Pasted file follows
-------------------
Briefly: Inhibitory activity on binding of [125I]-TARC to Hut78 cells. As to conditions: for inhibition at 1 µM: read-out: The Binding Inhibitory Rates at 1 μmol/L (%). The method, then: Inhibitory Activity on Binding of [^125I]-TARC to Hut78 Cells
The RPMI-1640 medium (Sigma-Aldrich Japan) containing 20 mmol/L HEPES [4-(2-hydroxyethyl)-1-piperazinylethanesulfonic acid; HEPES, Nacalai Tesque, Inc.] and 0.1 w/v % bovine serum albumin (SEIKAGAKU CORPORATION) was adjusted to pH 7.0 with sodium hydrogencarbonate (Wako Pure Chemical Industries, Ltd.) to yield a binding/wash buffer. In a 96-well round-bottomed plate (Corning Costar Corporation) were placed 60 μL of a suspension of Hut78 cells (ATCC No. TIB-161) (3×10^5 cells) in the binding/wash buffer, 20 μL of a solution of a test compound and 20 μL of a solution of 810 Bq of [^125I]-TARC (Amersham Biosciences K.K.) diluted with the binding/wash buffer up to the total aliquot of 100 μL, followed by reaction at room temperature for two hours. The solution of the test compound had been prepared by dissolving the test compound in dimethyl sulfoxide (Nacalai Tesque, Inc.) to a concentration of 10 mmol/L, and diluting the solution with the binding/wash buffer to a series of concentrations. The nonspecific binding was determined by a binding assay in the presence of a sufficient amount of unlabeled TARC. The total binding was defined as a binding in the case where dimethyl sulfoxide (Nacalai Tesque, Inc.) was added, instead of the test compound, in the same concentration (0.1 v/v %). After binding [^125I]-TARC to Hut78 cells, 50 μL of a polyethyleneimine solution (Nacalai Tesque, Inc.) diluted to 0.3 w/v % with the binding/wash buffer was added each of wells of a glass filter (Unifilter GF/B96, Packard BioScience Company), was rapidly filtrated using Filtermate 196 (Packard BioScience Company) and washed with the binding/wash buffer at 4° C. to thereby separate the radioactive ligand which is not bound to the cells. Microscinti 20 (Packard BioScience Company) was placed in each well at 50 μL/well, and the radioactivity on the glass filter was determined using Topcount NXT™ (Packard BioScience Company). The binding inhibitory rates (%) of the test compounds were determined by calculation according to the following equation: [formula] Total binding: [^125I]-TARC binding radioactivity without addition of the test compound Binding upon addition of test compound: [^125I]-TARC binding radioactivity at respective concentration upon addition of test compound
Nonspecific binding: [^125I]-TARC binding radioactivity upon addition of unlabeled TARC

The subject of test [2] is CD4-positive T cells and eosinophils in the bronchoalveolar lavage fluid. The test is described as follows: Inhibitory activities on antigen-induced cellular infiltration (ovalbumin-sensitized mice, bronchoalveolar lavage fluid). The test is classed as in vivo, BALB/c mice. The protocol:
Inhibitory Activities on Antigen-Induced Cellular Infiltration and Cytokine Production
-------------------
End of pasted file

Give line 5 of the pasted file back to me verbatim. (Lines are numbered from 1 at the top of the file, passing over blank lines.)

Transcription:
Inhibitory Activities on Antigen-Induced Cellular Infiltration and Cytokine Production